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10 songs that speak volumes of Nida Fazli's diverse ability – Death anniversary special


On the lyricist's second death anniversary, we look at 10 songs that capture the humanism, philosophy, and aesthetics of his work.

Shriram Iyengar

The story goes that Nida Fazli was drawn to writing poetry on hearing a Surdas bhajan. This 'Ganga-Jamuni' culture remained an intrinsic part of the poet and his works throughout his life. A reader of English literature and a writer of Urdu poetry, Fazli brought to Hindi film lyrics a genteel sophistication.

Born Muqtida Hasan, Nida Fazli arrived in Bombay in 1964 trying to break into a Hindi film industry dominated by Sahir Ludhianvi and Kaifi Azmi, among others. Where he differed was in his very simple, colloquial style of writing. With the imagery of a poet and the passion of a revolutionary, Fazli gave composers a new vocabulary through his lyrics.

On his 2nd death anniversary (he died on 8 February 2016), we take a look at 10 songs that capture his diverse ability to adorn music with his lyrics.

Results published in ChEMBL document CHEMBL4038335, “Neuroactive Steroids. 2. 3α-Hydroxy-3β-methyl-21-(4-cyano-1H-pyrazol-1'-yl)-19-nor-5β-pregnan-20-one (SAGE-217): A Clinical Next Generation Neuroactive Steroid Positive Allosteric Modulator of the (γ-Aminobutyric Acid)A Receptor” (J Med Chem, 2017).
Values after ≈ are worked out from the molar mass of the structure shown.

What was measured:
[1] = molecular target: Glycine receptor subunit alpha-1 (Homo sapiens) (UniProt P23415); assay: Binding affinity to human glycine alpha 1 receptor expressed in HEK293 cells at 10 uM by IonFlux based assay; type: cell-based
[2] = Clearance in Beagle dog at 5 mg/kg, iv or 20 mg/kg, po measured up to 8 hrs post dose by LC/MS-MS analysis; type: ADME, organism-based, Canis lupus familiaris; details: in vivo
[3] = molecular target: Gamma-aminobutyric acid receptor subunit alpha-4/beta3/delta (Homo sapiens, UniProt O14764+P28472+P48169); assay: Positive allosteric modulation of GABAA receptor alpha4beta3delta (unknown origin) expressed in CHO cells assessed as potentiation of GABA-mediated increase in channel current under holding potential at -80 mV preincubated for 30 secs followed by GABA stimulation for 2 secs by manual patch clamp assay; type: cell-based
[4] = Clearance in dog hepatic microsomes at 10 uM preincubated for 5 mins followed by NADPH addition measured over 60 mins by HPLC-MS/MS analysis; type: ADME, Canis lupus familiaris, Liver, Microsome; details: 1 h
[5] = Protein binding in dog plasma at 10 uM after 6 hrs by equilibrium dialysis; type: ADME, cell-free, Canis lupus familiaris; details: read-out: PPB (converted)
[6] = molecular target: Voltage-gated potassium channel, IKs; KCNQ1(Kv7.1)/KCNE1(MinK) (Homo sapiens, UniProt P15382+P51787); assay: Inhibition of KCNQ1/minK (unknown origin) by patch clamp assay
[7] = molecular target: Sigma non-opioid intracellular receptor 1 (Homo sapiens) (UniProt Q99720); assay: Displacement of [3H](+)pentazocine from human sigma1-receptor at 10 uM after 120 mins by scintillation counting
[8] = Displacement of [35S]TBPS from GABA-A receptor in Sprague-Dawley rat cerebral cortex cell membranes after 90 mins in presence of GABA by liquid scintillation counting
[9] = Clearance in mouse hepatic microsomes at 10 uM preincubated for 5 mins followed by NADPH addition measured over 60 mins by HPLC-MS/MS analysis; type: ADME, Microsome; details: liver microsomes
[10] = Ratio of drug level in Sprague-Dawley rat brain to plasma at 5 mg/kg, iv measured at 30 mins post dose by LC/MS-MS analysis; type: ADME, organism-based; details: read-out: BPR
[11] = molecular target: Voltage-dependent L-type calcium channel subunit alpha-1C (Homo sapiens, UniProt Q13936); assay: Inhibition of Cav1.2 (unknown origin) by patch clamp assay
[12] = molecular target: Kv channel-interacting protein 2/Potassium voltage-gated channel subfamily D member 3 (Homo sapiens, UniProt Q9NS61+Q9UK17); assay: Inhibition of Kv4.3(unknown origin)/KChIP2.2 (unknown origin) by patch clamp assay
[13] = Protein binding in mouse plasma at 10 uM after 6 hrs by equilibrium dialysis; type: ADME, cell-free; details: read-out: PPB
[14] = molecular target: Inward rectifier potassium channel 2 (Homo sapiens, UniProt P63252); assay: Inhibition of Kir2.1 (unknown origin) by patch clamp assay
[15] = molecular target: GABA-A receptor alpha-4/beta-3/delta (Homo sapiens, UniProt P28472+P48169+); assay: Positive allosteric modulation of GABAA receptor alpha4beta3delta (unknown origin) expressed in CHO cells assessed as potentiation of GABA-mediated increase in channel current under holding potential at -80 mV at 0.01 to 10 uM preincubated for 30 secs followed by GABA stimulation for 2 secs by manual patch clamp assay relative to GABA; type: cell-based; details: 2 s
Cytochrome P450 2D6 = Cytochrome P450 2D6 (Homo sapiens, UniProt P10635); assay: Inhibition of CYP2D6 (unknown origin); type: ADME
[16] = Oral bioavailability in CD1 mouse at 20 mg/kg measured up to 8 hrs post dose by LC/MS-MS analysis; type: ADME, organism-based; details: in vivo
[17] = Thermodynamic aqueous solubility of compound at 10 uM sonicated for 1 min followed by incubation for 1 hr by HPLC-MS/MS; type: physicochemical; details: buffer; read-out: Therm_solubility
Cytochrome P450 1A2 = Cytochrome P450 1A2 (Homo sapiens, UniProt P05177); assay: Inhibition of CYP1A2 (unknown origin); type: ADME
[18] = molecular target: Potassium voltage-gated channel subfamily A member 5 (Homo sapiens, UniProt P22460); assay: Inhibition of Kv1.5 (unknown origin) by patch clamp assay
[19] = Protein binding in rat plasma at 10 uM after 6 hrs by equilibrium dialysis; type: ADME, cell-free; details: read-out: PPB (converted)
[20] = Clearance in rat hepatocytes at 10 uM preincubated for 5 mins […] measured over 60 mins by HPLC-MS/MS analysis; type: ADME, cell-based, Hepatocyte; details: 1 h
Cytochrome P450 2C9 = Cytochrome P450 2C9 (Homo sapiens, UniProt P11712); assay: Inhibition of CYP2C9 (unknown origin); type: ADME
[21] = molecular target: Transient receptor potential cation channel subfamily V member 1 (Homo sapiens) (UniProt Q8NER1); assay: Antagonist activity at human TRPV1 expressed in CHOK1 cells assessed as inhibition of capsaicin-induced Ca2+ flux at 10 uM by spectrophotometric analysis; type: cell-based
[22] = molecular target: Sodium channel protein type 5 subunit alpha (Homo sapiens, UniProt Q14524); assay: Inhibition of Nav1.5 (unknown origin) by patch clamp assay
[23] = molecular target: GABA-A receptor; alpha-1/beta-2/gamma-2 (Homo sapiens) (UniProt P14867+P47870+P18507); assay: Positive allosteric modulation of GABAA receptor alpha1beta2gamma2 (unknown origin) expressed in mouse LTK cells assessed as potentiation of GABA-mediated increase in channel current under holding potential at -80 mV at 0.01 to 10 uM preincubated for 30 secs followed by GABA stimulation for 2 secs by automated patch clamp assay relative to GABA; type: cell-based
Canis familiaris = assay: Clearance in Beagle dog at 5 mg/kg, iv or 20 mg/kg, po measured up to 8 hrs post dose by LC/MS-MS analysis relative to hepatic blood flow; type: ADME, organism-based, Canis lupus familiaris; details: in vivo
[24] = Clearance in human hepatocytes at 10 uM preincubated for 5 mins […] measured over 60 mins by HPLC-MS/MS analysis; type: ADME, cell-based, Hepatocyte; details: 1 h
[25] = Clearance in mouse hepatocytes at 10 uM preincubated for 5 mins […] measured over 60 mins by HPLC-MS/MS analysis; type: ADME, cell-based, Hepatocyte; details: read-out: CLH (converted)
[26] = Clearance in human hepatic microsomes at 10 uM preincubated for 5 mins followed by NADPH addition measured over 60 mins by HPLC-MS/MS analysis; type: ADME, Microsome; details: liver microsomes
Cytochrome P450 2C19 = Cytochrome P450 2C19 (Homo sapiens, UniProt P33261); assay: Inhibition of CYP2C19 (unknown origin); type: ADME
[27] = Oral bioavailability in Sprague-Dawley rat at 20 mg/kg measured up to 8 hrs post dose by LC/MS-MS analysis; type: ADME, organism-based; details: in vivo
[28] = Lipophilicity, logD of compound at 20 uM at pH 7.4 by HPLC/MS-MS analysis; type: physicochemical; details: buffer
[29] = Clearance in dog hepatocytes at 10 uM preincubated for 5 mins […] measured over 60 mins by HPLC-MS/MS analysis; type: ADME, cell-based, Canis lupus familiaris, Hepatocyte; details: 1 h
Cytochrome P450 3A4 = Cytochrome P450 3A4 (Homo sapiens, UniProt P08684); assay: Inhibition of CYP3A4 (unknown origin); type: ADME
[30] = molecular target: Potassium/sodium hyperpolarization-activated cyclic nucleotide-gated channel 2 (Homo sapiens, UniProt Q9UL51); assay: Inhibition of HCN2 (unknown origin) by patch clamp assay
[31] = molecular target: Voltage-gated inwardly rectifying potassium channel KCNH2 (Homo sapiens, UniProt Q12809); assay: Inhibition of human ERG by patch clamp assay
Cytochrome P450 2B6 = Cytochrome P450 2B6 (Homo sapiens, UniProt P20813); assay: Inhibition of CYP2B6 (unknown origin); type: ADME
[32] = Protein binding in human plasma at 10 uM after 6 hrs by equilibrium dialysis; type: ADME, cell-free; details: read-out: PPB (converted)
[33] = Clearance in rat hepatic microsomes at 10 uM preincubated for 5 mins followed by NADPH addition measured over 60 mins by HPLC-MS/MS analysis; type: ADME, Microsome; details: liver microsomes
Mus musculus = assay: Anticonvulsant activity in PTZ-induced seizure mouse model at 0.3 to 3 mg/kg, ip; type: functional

1. 'Kabhi Kisi Ko Muqammal Jahan Nahi Milta' — Ahista Ahista (1981)

A beautiful, haunting song composed to perfection by the great Khayyam, this remains an example of the poet's life philosophy. The zen-like verses flow seamlessly to describe the illusory nature of life and human desires. Singer Bhupinder Singh recollected later that when he sat down, with Asha Bhosle, to read the song for the first time, they were filled with emotion. "The poet seemed to have poured far too much heart and reality into it," the singer said. "It wasn’t just another ghazal. It didn’t put dreams in rhyme. This was the reality of existence and its crisis in verse, without the beautiful wrapping paper."

2. 'Tera Hijr Mera Naseeb Hai' — Razia Sultan (1983)

Before Padmaavat (2017) went on to become the centre of controversy for its queen, there was Razia Sultan (1983). This song is a slow, melodious composition, again by Khayyam, on the pain of unrequited love. The song is featured on Dharmendra, who played the Abyssinian slave commander Jamaluddin Yakut. Unlike now, filmmaker Kamal Amrohi did not face threats of beheading, however. The song was also sung by Kabban Mirza, renowned for the distinct timbre of his voice. But it is Nida Fazli's melancholic verse that truly gives the song its flourish.

3. 'Mere Tere Naam Naye Hain' — Is Raat Ki Subah Nahin (1996)

Sudhir Mishra directed this cult noir film, Is Raat Ki Subah Nahin. Among the few songs that this dark film, set during a night in Mumbai, had was a sad 'Mere Tere Naam'. Nida Fazli's lyrics were supported by the South Indian duo of MM Kreem and SP Balasubrahmanyam. The song stands out for Fazli's ability to bring a unique urban imagery to the expression of sorrow. It was an example of his ability to adapt the modern vernacular to the ancient style of Urdu nazms (lyrical verse).

4. 'Ghar Se Masjid Hai Bahut Door' — Tamanna (1997)